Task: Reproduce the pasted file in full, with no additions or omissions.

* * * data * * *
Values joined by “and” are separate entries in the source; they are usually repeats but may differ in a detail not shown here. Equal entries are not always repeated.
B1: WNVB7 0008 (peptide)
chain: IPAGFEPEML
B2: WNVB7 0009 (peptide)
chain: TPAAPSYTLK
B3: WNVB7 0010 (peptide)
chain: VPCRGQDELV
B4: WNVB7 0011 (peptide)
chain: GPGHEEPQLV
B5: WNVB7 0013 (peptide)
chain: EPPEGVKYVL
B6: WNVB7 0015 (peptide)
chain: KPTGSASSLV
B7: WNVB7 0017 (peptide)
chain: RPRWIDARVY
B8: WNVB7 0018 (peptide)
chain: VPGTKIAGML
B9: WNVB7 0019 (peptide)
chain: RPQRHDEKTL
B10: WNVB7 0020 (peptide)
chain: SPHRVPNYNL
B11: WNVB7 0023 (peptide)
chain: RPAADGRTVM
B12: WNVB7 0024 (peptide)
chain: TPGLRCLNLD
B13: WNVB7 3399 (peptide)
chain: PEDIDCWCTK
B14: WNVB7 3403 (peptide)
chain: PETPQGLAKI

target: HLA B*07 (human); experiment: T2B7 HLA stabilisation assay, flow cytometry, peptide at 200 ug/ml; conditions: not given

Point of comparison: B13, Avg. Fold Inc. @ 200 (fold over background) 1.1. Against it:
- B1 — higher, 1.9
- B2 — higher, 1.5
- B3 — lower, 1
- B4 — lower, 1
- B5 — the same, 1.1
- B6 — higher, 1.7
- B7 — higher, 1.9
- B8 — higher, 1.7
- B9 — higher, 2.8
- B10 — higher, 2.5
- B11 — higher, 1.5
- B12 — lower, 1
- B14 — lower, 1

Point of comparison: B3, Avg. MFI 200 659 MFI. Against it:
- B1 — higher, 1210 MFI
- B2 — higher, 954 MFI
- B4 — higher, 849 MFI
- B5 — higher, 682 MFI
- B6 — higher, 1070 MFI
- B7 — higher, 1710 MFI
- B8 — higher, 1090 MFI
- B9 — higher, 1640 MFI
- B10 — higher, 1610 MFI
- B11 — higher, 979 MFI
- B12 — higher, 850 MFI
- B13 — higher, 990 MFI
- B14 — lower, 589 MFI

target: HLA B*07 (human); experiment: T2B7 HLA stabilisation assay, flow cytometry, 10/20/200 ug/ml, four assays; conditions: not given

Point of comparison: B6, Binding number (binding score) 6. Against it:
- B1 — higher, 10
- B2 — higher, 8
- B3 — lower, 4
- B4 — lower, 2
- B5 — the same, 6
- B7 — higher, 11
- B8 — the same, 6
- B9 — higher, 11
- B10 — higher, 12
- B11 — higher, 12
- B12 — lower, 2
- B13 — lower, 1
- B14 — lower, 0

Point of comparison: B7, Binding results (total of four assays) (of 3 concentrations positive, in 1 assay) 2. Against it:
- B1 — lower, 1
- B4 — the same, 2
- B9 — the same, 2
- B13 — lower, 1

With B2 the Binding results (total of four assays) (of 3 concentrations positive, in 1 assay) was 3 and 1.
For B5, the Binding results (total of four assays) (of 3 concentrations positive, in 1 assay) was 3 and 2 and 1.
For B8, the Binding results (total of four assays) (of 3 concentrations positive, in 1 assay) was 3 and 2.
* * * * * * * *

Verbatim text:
Values joined by “and” are separate entries in the source; they are usually repeats but may differ in a detail not shown here. Equal entries are not always repeated.
B1: WNVB7 0008 (peptide)
chain: IPAGFEPEML
B2: WNVB7 0009 (peptide)
chain: TPAAPSYTLK
B3: WNVB7 0010 (peptide)
chain: VPCRGQDELV
B4: WNVB7 0011 (peptide)
chain: GPGHEEPQLV
B5: WNVB7 0013 (peptide)
chain: EPPEGVKYVL
B6: WNVB7 0015 (peptide)
chain: KPTGSASSLV
B7: WNVB7 0017 (peptide)
chain: RPRWIDARVY
B8: WNVB7 0018 (peptide)
chain: VPGTKIAGML
B9: WNVB7 0019 (peptide)
chain: RPQRHDEKTL
B10: WNVB7 0020 (peptide)
chain: SPHRVPNYNL
B11: WNVB7 0023 (peptide)
chain: RPAADGRTVM
B12: WNVB7 0024 (peptide)
chain: TPGLRCLNLD
B13: WNVB7 3399 (peptide)
chain: PEDIDCWCTK
B14: WNVB7 3403 (peptide)
chain: PETPQGLAKI

target: HLA B*07 (human); experiment: T2B7 HLA stabilisation assay, flow cytometry, peptide at 200 ug/ml; conditions: not given

Point of comparison: B13, Avg. Fold Inc. @ 200 (fold over background) 1.1. Against it:
- B1 — higher, 1.9
- B2 — higher, 1.5
- B3 — lower, 1
- B4 — lower, 1
- B5 — the same, 1.1
- B6 — higher, 1.7
- B7 — higher, 1.9
- B8 — higher, 1.7
- B9 — higher, 2.8
- B10 — higher, 2.5
- B11 — higher, 1.5
- B12 — lower, 1
- B14 — lower, 1

Point of comparison: B3, Avg. MFI 200 659 MFI. Against it:
- B1 — higher, 1210 MFI
- B2 — higher, 954 MFI
- B4 — higher, 849 MFI
- B5 — higher, 682 MFI
- B6 — higher, 1070 MFI
- B7 — higher, 1710 MFI
- B8 — higher, 1090 MFI
- B9 — higher, 1640 MFI
- B10 — higher, 1610 MFI
- B11 — higher, 979 MFI
- B12 — higher, 850 MFI
- B13 — higher, 990 MFI
- B14 — lower, 589 MFI

target: HLA B*07 (human); experiment: T2B7 HLA stabilisation assay, flow cytometry, 10/20/200 ug/ml, four assays; conditions: not given

Point of comparison: B6, Binding number (binding score) 6. Against it:
- B1 — higher, 10
- B2 — higher, 8
- B3 — lower, 4
- B4 — lower, 2
- B5 — the same, 6
- B7 — higher, 11
- B8 — the same, 6
- B9 — higher, 11
- B10 — higher, 12
- B11 — higher, 12
- B12 — lower, 2
- B13 — lower, 1
- B14 — lower, 0

Point of comparison: B7, Binding results (total of four assays) (of 3 concentrations positive, in 1 assay) 2. Against it:
- B1 — lower, 1
- B4 — the same, 2
- B9 — the same, 2
- B13 — lower, 1

With B2 the Binding results (total of four assays) (of 3 concentrations positive, in 1 assay) was 3 and 1.
For B5, the Binding results (total of four assays) (of 3 concentrations positive, in 1 assay) was 3 and 2 and 1.
For B8, the Binding results (total of four assays) (of 3 concentrations positive, in 1 assay) was 3 and 2.